One of my friends, Noric Dilanchian, is Armenian. Over the years we have known each other, he has often Educated (lectured?) me on Armenia. Now this quote from Wikipeda, "the important role played in the history of Byzantium by that talented minority, the Armenians, has been generally unrecognised" may seem like special pleading, but there is a grain of truth to it.
This is a map of Armenia in Byzantine times. A brief comment follows the map.
Despite all Noric's lecturing and my own writing on the Byzantine period, I do not have a firm historical picture of Armenia or the Armenians. Maybe it's time that I properly educated myself!
In a comment, Ramana pointed me to this Wikipedia entry on Armenians in India. From time to time I have written about the way location affects our view of the world. Growing up in a Western European/Australian/Greek-Roman centric view of the world, I was impressed by the way that Alexander the Great struck of east into the apparently unknown. We can see the same mind-set in classical or ancient history and the way it centres on Rome, Greece, and Egypt.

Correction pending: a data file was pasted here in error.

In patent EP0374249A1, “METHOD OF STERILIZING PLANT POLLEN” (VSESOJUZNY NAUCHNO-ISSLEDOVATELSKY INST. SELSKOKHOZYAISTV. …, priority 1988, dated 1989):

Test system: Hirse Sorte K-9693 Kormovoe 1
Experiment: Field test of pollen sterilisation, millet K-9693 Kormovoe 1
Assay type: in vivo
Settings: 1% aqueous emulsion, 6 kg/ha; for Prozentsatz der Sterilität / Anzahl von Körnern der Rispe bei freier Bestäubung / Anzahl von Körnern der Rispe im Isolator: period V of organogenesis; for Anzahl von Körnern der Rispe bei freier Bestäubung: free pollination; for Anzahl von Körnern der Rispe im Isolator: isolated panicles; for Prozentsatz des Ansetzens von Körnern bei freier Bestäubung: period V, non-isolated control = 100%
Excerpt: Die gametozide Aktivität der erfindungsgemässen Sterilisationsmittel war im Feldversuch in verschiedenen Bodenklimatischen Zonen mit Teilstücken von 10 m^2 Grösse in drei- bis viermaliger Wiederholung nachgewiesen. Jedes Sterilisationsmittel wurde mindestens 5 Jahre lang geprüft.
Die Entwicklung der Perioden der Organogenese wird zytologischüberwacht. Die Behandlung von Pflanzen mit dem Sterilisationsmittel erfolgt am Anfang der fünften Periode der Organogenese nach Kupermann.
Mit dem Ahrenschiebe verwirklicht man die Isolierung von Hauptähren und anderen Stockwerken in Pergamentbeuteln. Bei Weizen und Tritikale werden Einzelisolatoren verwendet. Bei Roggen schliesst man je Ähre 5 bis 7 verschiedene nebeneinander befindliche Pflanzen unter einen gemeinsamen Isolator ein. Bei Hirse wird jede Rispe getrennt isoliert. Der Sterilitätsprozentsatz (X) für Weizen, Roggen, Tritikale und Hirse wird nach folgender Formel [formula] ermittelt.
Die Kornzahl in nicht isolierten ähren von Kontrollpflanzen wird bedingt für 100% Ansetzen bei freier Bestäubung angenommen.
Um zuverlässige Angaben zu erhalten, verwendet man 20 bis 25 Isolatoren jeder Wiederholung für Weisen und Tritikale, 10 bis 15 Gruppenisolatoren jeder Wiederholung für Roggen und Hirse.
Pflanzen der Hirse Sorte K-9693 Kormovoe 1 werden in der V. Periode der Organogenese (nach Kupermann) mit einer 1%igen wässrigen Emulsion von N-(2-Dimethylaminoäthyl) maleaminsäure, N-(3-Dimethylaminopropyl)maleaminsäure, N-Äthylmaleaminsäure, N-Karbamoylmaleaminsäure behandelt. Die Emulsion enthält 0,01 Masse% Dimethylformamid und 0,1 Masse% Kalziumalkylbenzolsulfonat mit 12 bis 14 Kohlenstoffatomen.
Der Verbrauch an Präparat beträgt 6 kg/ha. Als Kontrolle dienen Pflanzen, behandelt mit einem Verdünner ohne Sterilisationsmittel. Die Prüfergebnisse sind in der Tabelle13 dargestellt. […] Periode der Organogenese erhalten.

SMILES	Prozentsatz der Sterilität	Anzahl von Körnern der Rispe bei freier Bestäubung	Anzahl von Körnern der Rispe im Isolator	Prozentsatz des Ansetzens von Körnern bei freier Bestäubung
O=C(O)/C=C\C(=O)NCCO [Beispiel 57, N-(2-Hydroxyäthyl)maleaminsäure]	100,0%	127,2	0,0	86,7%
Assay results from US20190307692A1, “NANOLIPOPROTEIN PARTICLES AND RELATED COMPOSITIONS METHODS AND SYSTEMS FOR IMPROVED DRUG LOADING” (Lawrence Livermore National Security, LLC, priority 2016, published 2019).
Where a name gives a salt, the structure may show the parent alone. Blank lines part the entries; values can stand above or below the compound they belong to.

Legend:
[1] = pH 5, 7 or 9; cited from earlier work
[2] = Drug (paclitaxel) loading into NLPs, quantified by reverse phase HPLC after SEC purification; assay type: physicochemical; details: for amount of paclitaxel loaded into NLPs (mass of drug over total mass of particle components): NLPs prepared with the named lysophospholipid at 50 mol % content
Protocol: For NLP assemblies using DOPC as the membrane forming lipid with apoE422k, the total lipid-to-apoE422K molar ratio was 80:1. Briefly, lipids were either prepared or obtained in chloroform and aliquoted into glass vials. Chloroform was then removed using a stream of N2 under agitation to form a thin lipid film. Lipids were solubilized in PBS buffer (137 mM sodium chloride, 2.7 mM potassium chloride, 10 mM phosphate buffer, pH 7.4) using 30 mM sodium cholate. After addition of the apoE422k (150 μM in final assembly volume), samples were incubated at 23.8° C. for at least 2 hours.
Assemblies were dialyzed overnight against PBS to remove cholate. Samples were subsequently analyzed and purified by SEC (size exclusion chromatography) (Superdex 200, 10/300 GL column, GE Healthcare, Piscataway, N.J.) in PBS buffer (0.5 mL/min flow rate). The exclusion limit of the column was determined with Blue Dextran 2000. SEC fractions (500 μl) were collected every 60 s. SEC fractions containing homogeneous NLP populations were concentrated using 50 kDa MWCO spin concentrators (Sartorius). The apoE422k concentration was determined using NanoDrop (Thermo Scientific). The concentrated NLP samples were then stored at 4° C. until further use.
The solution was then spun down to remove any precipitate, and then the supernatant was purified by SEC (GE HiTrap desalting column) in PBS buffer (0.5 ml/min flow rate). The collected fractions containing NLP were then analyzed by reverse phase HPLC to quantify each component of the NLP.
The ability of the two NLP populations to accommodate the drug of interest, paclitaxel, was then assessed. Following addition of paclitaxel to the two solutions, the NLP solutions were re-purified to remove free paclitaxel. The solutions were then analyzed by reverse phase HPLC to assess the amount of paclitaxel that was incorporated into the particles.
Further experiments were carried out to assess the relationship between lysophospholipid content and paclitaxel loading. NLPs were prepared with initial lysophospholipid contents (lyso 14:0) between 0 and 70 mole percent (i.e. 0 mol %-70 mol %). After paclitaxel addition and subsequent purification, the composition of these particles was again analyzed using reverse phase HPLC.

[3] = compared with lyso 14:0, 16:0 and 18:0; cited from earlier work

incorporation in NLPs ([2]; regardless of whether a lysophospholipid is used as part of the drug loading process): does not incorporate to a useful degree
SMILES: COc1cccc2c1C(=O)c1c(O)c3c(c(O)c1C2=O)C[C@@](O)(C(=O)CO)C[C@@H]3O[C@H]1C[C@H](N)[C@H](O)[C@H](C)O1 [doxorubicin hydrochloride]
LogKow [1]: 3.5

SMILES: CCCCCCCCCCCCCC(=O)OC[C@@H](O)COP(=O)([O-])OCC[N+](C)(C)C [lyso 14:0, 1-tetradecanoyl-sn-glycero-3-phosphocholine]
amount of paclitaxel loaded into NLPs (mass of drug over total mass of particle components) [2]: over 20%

We tend to forget that between the Mediterranean sea and the Indian sub continent lay a series of big empires. If you look at the Persian invasions of what is now Greece, we (those with a Euro-centric view) see them as Persian invasions of Greece, a threat from the east. If you look at it from a Persian perspective, they were trying to tidy up on the eastern edge of their empire.
When Alexander headed off to India, he wasn't heading into the unknown, just the opposite. There were well travelled routes. To the Persians, I am using that phrase as a generic term to cover all state entities, what is now India was on the western edge of empire. Remote perhaps, but in world view.
To be worth a "history", you have to have an entity in which to centre the history. At a tiny parochial level, I write about my New England, a place that never existed in a formal sense. and is therefore not recognised. The Armenians are New England writ large. They had entities, but they are a people who generally always "belonged" to others, to the various larger bodies that controlled them.
Just interesting, that's all.